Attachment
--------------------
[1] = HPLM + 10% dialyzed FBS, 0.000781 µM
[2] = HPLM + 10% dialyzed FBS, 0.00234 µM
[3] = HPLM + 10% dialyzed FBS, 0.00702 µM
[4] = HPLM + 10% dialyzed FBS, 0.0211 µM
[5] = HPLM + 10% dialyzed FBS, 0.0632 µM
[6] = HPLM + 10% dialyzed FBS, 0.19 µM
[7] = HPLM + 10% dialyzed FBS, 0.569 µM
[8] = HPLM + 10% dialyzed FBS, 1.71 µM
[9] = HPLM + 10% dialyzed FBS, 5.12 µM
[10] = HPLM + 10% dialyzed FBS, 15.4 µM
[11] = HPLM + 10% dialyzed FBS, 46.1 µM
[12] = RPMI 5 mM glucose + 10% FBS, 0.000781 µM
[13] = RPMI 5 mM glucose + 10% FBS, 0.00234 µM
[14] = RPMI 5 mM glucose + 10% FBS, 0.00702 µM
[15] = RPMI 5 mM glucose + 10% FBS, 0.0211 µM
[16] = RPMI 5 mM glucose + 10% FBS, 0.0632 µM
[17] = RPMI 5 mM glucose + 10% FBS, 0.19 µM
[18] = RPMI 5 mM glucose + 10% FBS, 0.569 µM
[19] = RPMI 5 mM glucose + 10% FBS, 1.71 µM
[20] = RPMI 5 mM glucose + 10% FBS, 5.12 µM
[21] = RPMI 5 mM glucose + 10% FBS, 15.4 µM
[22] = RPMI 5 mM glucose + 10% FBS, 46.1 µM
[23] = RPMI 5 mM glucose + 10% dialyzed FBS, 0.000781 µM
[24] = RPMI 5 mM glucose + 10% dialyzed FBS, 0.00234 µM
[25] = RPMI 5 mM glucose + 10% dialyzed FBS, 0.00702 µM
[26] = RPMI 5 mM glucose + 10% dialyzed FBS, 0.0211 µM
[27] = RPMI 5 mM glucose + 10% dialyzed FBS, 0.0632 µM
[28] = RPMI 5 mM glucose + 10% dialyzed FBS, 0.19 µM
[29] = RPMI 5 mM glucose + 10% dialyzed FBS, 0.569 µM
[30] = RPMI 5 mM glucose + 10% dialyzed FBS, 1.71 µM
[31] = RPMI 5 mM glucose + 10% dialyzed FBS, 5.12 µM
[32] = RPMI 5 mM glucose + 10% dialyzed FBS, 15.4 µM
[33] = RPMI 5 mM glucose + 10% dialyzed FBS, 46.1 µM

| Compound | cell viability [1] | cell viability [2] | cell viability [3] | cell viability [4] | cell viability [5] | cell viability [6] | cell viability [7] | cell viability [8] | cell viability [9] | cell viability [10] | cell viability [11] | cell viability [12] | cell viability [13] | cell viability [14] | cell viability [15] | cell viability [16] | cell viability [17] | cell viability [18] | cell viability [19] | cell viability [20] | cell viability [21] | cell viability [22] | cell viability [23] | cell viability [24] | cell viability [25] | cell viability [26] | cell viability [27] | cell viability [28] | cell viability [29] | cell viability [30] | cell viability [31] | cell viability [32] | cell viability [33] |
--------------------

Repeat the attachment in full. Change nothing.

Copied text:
[1] = HPLM + 10% dialyzed FBS, 0.000781 µM
[2] = HPLM + 10% dialyzed FBS, 0.00234 µM
[3] = HPLM + 10% dialyzed FBS, 0.00702 µM
[4] = HPLM + 10% dialyzed FBS, 0.0211 µM
[5] = HPLM + 10% dialyzed FBS, 0.0632 µM
[6] = HPLM + 10% dialyzed FBS, 0.19 µM
[7] = HPLM + 10% dialyzed FBS, 0.569 µM
[8] = HPLM + 10% dialyzed FBS, 1.71 µM
[9] = HPLM + 10% dialyzed FBS, 5.12 µM
[10] = HPLM + 10% dialyzed FBS, 15.4 µM
[11] = HPLM + 10% dialyzed FBS, 46.1 µM
[12] = RPMI 5 mM glucose + 10% FBS, 0.000781 µM
[13] = RPMI 5 mM glucose + 10% FBS, 0.00234 µM
[14] = RPMI 5 mM glucose + 10% FBS, 0.00702 µM
[15] = RPMI 5 mM glucose + 10% FBS, 0.0211 µM
[16] = RPMI 5 mM glucose + 10% FBS, 0.0632 µM
[17] = RPMI 5 mM glucose + 10% FBS, 0.19 µM
[18] = RPMI 5 mM glucose + 10% FBS, 0.569 µM
[19] = RPMI 5 mM glucose + 10% FBS, 1.71 µM
[20] = RPMI 5 mM glucose + 10% FBS, 5.12 µM
[21] = RPMI 5 mM glucose + 10% FBS, 15.4 µM
[22] = RPMI 5 mM glucose + 10% FBS, 46.1 µM
[23] = RPMI 5 mM glucose + 10% dialyzed FBS, 0.000781 µM
[24] = RPMI 5 mM glucose + 10% dialyzed FBS, 0.00234 µM
[25] = RPMI 5 mM glucose + 10% dialyzed FBS, 0.00702 µM
[26] = RPMI 5 mM glucose + 10% dialyzed FBS, 0.0211 µM
[27] = RPMI 5 mM glucose + 10% dialyzed FBS, 0.0632 µM
[28] = RPMI 5 mM glucose + 10% dialyzed FBS, 0.19 µM
[29] = RPMI 5 mM glucose + 10% dialyzed FBS, 0.569 µM
[30] = RPMI 5 mM glucose + 10% dialyzed FBS, 1.71 µM
[31] = RPMI 5 mM glucose + 10% dialyzed FBS, 5.12 µM
[32] = RPMI 5 mM glucose + 10% dialyzed FBS, 15.4 µM
[33] = RPMI 5 mM glucose + 10% dialyzed FBS, 46.1 µM

| Compound | cell viability [1] | cell viability [2] | cell viability [3] | cell viability [4] | cell viability [5] | cell viability [6] | cell viability [7] | cell viability [8] | cell viability [9] | cell viability [10] | cell viability [11] | cell viability [12] | cell viability [13] | cell viability [14] | cell viability [15] | cell viability [16] | cell viability [17] | cell viability [18] | cell viability [19] | cell viability [20] | cell viability [21] | cell viability [22] | cell viability [23] | cell viability [24] | cell viability [25] | cell viability [26] | cell viability [27] | cell viability [28] | cell viability [29] | cell viability [30] | cell viability [31] | cell viability [32] | cell viability [33] |